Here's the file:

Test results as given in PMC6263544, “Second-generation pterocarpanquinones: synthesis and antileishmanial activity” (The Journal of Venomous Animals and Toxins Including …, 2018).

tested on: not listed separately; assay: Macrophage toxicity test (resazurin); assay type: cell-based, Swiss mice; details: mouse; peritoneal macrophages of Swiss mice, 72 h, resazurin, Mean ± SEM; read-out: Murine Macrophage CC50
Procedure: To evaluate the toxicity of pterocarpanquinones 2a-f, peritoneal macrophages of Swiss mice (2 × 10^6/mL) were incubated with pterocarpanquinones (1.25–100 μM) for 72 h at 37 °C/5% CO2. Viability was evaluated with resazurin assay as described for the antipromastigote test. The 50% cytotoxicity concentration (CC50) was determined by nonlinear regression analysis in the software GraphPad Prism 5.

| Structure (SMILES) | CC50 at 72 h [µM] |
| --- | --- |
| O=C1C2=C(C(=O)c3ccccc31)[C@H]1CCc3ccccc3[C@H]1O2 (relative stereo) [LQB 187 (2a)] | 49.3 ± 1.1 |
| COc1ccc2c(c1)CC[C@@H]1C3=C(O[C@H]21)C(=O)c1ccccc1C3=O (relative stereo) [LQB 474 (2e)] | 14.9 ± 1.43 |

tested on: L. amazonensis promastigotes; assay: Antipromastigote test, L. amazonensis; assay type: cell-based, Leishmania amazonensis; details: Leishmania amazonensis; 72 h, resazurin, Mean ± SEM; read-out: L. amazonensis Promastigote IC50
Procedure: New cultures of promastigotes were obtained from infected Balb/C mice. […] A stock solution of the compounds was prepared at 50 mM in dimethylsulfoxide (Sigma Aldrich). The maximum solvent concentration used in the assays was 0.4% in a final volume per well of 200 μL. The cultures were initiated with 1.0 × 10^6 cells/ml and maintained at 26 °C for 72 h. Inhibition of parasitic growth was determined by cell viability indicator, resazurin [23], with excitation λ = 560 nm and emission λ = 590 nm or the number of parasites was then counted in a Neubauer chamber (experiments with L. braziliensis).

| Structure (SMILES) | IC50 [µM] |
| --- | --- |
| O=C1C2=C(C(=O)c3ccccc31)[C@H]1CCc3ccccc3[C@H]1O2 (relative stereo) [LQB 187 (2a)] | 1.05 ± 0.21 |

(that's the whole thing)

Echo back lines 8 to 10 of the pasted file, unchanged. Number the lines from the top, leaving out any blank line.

tested on: L. amazonensis promastigotes; assay: Antipromastigote test, L. amazonensis; assay type: cell-based, Leishmania amazonensis; details: Leishmania amazonensis; 72 h, resazurin, Mean ± SEM; read-out: L. amazonensis Promastigote IC50
Procedure: New cultures of promastigotes were obtained from infected Balb/C mice. […] A stock solution of the compounds was prepared at 50 mM in dimethylsulfoxide (Sigma Aldrich). The maximum solvent concentration used in the assays was 0.4% in a final volume per well of 200 μL. The cultures were initiated with 1.0 × 10^6 cells/ml and maintained at 26 °C for 72 h. Inhibition of parasitic growth was determined by cell viability indicator, resazurin [23], with excitation λ = 560 nm and emission λ = 590 nm or the number of parasites was then counted in a Neubauer chamber (experiments with L. braziliensis).

| Structure (SMILES) | IC50 [µM] |